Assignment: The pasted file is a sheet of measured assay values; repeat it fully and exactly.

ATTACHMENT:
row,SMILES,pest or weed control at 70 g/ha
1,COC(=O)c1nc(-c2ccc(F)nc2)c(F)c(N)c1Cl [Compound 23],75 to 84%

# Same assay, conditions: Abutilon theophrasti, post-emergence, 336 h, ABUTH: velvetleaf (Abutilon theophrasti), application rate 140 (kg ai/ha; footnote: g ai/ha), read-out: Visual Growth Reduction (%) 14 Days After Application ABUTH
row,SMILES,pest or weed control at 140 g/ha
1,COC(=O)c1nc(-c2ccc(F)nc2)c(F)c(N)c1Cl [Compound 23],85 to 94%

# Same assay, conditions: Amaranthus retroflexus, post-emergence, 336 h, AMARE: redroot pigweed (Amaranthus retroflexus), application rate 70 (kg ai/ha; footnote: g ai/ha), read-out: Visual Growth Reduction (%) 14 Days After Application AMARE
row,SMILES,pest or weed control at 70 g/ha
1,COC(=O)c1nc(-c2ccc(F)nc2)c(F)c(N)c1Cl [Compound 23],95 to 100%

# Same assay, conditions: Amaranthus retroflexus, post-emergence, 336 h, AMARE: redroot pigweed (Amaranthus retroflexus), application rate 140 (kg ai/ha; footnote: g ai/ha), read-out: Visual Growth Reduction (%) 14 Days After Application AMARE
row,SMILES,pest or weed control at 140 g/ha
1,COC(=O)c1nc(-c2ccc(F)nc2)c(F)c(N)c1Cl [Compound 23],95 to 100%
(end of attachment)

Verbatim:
row,SMILES,pest or weed control at 70 g/ha
1,COC(=O)c1nc(-c2ccc(F)nc2)c(F)c(N)c1Cl [Compound 23],75 to 84%

# Same assay, conditions: Abutilon theophrasti, post-emergence, 336 h, ABUTH: velvetleaf (Abutilon theophrasti), application rate 140 (kg ai/ha; footnote: g ai/ha), read-out: Visual Growth Reduction (%) 14 Days After Application ABUTH
row,SMILES,pest or weed control at 140 g/ha
1,COC(=O)c1nc(-c2ccc(F)nc2)c(F)c(N)c1Cl [Compound 23],85 to 94%

# Same assay, conditions: Amaranthus retroflexus, post-emergence, 336 h, AMARE: redroot pigweed (Amaranthus retroflexus), application rate 70 (kg ai/ha; footnote: g ai/ha), read-out: Visual Growth Reduction (%) 14 Days After Application AMARE
row,SMILES,pest or weed control at 70 g/ha
1,COC(=O)c1nc(-c2ccc(F)nc2)c(F)c(N)c1Cl [Compound 23],95 to 100%

# Same assay, conditions: Amaranthus retroflexus, post-emergence, 336 h, AMARE: redroot pigweed (Amaranthus retroflexus), application rate 140 (kg ai/ha; footnote: g ai/ha), read-out: Visual Growth Reduction (%) 14 Days After Application AMARE
row,SMILES,pest or weed control at 140 g/ha
1,COC(=O)c1nc(-c2ccc(F)nc2)c(F)c(N)c1Cl [Compound 23],95 to 100%